Staff Picks: Tom Petty's Breakthrough
The Matador Online - December 2006
After 27 years, Damn the Torpedoes continues to be an enduring classic.
It was 1979. Jimmy Carter was struggling with his foreign policy, gas prices were soaring, and Tom Petty and the Heartbreakers released their second rock 'n' roll album to combat the disco revolution. In 2006, Damn the Torpedoes is still revered as one of modern music's classic albums while the likes of Aretha Franklin and the Beegees have been reduced to karaoke bar fame.
"Refugee" starts the album off with a bang and it is clear that Tom Petty has created a classic song. When the turntable needle graces the edge of the vinyl record, one may get the feeling that a Tom Petty fan had in 1979 after hearing the jangling guitars begin the record that would become Petty's trademark. "Here Comes My Girl" and "Even the Losers" follow with more layered guitars and heart-felt Petty vocals. The beautiful imagery created by a line like "time meant nothing, anything seemed real" became vintage Tom Petty.
The second side of the album contains another famous Petty tune, "Don't Do Me Like That." It is amazing how overlooked some of the other songs on the album are. "Century City" and "You Tell Me" are hidden classics. The album closes with the powerful "Louisiana Rain," another classic that doesn't get nearly enough radio play.
Tom Petty's songwriting talent is incredible. However, the contributions of the Heartbreakers should not be understated. Mike Campbell provides great lead guitar work, and it is safe to say that Damn the Torpedoes was the beginning of a string of Petty albums that would garner Campbell immense respect among peers, while being grossly underrated by everyone else.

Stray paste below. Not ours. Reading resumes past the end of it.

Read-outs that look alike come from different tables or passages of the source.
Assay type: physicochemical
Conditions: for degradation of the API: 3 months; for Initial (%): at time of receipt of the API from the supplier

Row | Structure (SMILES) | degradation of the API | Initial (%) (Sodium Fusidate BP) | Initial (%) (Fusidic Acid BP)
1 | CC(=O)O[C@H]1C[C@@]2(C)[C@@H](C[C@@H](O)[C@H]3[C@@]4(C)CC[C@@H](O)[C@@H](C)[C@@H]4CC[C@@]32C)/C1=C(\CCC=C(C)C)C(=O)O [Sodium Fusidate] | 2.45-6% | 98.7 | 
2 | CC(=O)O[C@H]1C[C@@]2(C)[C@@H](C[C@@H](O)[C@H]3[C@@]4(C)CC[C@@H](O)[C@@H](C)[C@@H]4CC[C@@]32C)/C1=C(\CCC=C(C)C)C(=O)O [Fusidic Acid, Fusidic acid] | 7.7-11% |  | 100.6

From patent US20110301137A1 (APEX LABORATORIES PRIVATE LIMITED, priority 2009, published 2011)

The rest of the band is solid and combines the Dylan-influenced folk rock roots of the music with new wave textures seamlessly. This is a big reason why the album became Tom Petty and the Heartbreakers' greatest success. This was a fresh sound. Petty catapulted himself into popularity by creating an accessible sound that appeal to the rock and roll posers of the late 70s while building a loyal fan base of people who were in search of something new in the wake of the disco revolution.
While it could be argued that Petty made better albums after Damn the Torpedoes, this album could not have come at a better time. Its monumental impact on the pop charts combined with its back-to-the-basics approach to rock 'n' roll make Tom Petty one of popular music's most important and most talented songwriters. Damn the Torpedoes reeks of the 1970s, while ushering in the 1980s and leaving a strong imprint on the history of popular rock 'n' roll.